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Kerala Plus One Chemistry Notes Chapter 14 Environmental Chemistry
Environmental chemistry deals with various chemical phenomena occurring in the environment. Environmental chemistry deals with the study of the origin, transport, reactions, effects and fates of chemical species in the environment.
The undesirable changes which have harmful effect on plants, animals and human beings is called environmental pollution. A substance, which causes pollution, is known as pollutant.
The atmosphere that surrounds the earth is not of ‘ the same thickness at all heights. There are concentric layers of air or regions and each layer has different density. The lowest region of atmosphere in which the human beings along with other organisms live is called troposphere. Above the troposphere, lies stratosphere. Troposphere is a turbulent, dusty zone containing air, much water vapour and clouds. This is the region of strong air movement and cloud formation. The stratosphere, on the other hand, contains dinitrogen, dioxygen, ozone and little water vapour. Atmospheric pollution is generally studied as tropospheric and stratospheric pollution. The presence of ozone in the stratosphere prevents about 99.5 per cent of the sun’s harmful ultraviolet (UV) radiations from reaching the earth’s surface and thereby protecting humans and other animals from its effect.
Tropospheric pollution occurs due to the presence of undesirable solid or gaseous particles in the air. The following are the major gaseous and particulate pollutants present in the troposphere:
1) Gaseous air pollutants:
These are oxides of sulphur, nitrogen and carbon, hydrogen sulphide, hydrocarbons, ozone and other oxidants.
2) Particulate pollutants:
These are dust, mist, fumes, smoke, smog, etc.
1. Gaseous air pollutants
a) Oxides of Sulphur:
Oxides of sulphur are produced when sulphur containing fossil fuel is burnt. It has been reported that even a low concentration of sulphur dioxide causes respiratory diseases e.g., asthma, bronchitis, emphysema in human beings. Sulphur dioxide causes irritation to the eyes, resulting in tears and redness. High concentration of SO2 leads to stiffness of flower buds which eventually fall off from plants.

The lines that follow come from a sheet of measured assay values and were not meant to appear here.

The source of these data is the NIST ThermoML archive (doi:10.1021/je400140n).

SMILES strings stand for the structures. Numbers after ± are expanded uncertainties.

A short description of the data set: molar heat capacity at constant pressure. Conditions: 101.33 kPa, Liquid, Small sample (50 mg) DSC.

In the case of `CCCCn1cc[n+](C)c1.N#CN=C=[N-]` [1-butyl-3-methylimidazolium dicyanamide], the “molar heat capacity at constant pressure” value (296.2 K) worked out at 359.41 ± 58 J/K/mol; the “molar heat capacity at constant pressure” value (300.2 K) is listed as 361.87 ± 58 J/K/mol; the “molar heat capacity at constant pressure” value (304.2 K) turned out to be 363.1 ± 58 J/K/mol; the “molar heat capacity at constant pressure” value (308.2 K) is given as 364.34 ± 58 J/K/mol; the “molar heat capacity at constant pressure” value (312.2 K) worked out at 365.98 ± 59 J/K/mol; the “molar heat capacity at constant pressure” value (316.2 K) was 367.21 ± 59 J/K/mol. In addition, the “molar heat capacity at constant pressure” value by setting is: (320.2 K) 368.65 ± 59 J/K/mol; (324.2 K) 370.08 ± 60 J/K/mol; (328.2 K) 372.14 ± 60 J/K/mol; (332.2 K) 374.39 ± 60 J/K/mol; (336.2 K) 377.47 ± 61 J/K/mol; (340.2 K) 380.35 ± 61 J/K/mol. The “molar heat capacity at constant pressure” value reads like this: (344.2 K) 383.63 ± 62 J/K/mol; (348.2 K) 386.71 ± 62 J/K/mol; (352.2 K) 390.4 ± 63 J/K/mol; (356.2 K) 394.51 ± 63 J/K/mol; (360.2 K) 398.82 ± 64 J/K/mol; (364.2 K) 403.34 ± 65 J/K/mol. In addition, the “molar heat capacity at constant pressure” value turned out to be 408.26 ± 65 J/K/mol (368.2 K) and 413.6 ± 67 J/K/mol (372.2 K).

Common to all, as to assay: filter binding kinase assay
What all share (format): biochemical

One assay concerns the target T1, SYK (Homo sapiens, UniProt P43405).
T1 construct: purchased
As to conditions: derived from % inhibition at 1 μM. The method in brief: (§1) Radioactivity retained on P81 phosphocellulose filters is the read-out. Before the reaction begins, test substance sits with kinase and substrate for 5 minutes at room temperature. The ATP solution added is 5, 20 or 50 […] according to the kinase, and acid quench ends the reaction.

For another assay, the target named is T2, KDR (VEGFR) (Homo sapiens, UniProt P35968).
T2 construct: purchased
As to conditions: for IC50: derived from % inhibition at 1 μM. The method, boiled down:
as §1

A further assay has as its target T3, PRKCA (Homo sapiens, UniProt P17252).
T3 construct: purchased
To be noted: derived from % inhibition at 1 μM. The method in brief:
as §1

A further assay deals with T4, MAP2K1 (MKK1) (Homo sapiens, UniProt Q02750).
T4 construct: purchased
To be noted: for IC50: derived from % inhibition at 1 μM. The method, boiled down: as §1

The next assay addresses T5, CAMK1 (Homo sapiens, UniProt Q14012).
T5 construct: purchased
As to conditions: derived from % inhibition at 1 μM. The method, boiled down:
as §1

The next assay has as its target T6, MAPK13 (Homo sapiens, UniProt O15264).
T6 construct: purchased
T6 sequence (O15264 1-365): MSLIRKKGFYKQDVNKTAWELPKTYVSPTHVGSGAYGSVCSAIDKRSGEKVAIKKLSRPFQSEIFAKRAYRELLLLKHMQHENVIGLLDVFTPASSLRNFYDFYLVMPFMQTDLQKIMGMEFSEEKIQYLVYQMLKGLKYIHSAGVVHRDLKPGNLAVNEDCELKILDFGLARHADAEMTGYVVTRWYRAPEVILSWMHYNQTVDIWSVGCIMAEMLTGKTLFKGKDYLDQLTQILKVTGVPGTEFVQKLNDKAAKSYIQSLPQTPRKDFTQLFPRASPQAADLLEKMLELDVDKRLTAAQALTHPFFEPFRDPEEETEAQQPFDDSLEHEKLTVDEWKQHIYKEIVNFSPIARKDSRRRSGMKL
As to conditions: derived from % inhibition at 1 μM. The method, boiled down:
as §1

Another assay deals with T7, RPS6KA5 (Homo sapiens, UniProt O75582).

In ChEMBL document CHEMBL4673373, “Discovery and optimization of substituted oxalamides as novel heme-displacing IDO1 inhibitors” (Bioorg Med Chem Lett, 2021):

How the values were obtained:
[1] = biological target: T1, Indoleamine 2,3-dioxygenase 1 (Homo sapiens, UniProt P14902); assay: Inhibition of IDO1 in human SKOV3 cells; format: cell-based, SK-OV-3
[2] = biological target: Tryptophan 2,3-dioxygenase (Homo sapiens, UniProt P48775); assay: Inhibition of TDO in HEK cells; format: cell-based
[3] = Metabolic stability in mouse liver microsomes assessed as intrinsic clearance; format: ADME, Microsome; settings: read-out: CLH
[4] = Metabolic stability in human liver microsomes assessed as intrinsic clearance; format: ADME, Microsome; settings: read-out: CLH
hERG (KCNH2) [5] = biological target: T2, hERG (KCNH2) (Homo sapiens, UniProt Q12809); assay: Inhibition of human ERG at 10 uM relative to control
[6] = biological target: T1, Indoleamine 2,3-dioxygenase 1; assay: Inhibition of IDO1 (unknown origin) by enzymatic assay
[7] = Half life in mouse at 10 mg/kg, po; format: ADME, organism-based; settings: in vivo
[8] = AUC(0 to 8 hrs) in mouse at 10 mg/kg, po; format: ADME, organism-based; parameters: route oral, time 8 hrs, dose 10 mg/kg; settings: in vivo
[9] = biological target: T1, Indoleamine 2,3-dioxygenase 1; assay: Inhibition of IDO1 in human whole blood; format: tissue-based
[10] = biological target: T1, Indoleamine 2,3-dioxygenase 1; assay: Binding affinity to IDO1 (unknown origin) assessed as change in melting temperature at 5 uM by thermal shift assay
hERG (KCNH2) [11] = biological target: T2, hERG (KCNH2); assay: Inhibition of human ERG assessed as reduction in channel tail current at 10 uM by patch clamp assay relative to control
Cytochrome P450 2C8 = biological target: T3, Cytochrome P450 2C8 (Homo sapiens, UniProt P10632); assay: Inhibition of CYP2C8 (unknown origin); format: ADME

2SO2 (g) + O2 (g) → 2SO3 (g)
The reaction can also be promoted by ozone and hydrogen peroxide.
SO2 (g) + O3 (g) → SO3 (g) + O2 (g)
SO2(g) + H2O2(l) → H2SO4(aq)
b) Oxides of Nitrogen :
NO reacts instantly with oxygen to give NO2
2NO(g) + O2 (g) → 2NO2 (g)
Rate of production of N02 is faster when nitric oxide reacts with ozone in the stratosphere.
NO(g) + O3 (g) → NO2 (g) + O2 (g)
The irritant red haze in the traffic and congested places is due to oxides of nitrogen. Higher concentrations of NO2 damage the leaves of plants and retard the rate of photosynthesis. Nitrogen dioxide is a lung irritant that can lead to an acute respiratory disease in children. It is toxic to living tissues also. Nitrogen dioxide is also harmful to various textile fibres and metals.
Hydrocarbons are composed of hydrogen and carbon only and are formed by incomplete combustion of fuel used in automobiles. Hydrocarbons are carcinogenic, i.e., they cause cancer. They harm plants by causing ageing, breakdown of tissues and shedding of leaves, flowers and twigs.
d) Oxides of Carbon :
i) Carbon monoxide:
Carbon monoxide is mainly released into the air by automobile exhaust. Other sources, which produce CO, involve incomplete combustion of coal, firewood, petrol, etc. Many vehicles are poorly maintained and several have inadequate pollution control equipment resulting in the release of greater amount of carbon monoxide and other polluting gases. CO binds to haemoglobin to form carboxyhaemoglobin, which is about 300 times more stable than the oxygen-haemoglobin complex. In blood, when the concentration of carboxyhaemoglobin reaches about 3-4 per cent, the oxygen carrying capacity of blood is greatly reduced. This oxygen deficiency results into headache, weak eyesight, nervousness and cardiovascular disorder. This is the reason why people are advised not to smoke. In pregnant women who have the habit of smoking the increased CO level in blood may induce premature birth, spontaneous abortions and deformed babies.
ii) Carbon dioxide:
Carbon dioxide (CO2) is released into the atmosphere by respiration, burning of fossil fuels for energy, and by decomposition of limestone during the manufacture of cement. It is also emitted during volcanic eruptions. Carbon dioxide gas is confined to troposphere only. Normally it forms about 0.03 per cent by volume of the atmosphere. With the increased use of fossil fuels, a large amount of carbon dioxide gets released into the atmosphere. Excess of CO2 in the air is removed by green plants and this maintains an appropriate level of CO2 in the atmosphere. Green plants require CO2 for photosynthesis and they, in turn, emit oxygen, thus maintaining the delicate balance. As you know, deforestation and burning of fossil fuel increases the CO2 level and disturb the balance in the atmosphere. The increased amount of CO2 in the air is mainly responsible for global warming.